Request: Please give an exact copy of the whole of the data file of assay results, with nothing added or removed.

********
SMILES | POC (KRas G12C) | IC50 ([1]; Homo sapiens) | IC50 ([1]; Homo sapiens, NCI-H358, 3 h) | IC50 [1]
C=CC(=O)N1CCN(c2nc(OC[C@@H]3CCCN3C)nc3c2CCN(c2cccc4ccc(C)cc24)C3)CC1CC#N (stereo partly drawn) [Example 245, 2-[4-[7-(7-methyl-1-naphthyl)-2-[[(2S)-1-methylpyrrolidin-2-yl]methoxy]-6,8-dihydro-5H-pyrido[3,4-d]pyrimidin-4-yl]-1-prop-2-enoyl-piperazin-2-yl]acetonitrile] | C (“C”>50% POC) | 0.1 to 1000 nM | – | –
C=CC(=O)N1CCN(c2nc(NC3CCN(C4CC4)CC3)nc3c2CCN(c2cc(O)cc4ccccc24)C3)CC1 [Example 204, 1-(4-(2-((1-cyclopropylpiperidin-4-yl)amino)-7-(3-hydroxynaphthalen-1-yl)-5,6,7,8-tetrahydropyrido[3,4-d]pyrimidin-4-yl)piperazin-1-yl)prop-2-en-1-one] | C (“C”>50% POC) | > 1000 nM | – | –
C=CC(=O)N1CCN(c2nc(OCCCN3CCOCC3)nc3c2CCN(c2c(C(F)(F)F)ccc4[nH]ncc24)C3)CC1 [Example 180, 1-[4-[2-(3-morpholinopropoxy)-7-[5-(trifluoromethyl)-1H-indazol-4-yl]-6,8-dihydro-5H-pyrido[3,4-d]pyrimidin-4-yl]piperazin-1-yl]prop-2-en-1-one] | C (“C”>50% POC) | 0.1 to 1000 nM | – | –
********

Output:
SMILES | POC (KRas G12C) | IC50 ([1]; Homo sapiens) | IC50 ([1]; Homo sapiens, NCI-H358, 3 h) | IC50 [1]
C=CC(=O)N1CCN(c2nc(OC[C@@H]3CCCN3C)nc3c2CCN(c2cccc4ccc(C)cc24)C3)CC1CC#N (stereo partly drawn) [Example 245, 2-[4-[7-(7-methyl-1-naphthyl)-2-[[(2S)-1-methylpyrrolidin-2-yl]methoxy]-6,8-dihydro-5H-pyrido[3,4-d]pyrimidin-4-yl]-1-prop-2-enoyl-piperazin-2-yl]acetonitrile] | C (“C”>50% POC) | 0.1 to 1000 nM | – | –
C=CC(=O)N1CCN(c2nc(NC3CCN(C4CC4)CC3)nc3c2CCN(c2cc(O)cc4ccccc24)C3)CC1 [Example 204, 1-(4-(2-((1-cyclopropylpiperidin-4-yl)amino)-7-(3-hydroxynaphthalen-1-yl)-5,6,7,8-tetrahydropyrido[3,4-d]pyrimidin-4-yl)piperazin-1-yl)prop-2-en-1-one] | C (“C”>50% POC) | > 1000 nM | – | –
C=CC(=O)N1CCN(c2nc(OCCCN3CCOCC3)nc3c2CCN(c2c(C(F)(F)F)ccc4[nH]ncc24)C3)CC1 [Example 180, 1-[4-[2-(3-morpholinopropoxy)-7-[5-(trifluoromethyl)-1H-indazol-4-yl]-6,8-dihydro-5H-pyrido[3,4-d]pyrimidin-4-yl]piperazin-1-yl]prop-2-en-1-one] | C (“C”>50% POC) | 0.1 to 1000 nM | – | –